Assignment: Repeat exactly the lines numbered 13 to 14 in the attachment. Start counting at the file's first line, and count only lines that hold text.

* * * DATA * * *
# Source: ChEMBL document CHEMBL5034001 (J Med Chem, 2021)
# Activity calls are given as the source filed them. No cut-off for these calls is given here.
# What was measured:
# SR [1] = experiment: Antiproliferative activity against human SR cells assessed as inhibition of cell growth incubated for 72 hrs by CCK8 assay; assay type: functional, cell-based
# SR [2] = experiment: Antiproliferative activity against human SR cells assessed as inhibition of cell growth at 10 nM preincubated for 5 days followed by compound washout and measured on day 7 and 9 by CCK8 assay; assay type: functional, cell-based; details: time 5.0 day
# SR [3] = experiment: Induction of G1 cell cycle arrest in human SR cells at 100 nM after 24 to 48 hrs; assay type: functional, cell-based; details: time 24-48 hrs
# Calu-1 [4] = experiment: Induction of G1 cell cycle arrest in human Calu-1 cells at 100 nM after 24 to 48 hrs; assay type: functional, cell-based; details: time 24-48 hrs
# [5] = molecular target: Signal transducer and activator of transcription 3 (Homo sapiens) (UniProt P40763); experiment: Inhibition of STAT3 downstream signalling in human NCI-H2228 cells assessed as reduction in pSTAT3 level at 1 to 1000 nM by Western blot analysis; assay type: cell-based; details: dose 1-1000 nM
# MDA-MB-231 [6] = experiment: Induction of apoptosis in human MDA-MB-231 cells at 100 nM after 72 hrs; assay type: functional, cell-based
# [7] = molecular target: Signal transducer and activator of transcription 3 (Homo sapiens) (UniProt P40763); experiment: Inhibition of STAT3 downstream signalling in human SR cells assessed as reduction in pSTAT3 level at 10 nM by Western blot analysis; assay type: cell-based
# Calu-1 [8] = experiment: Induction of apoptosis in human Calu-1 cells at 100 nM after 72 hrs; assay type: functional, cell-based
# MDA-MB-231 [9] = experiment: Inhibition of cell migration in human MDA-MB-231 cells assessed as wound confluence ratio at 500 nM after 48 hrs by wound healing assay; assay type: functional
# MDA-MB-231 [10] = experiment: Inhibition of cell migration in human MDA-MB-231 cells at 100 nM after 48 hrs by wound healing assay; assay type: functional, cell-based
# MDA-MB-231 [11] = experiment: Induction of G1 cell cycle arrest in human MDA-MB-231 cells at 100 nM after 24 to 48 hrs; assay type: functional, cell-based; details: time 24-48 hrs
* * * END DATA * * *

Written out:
# MDA-MB-231 [10] = experiment: Inhibition of cell migration in human MDA-MB-231 cells at 100 nM after 48 hrs by wound healing assay; assay type: functional, cell-based
# MDA-MB-231 [11] = experiment: Induction of G1 cell cycle arrest in human MDA-MB-231 cells at 100 nM after 24 to 48 hrs; assay type: functional, cell-based; details: time 24-48 hrs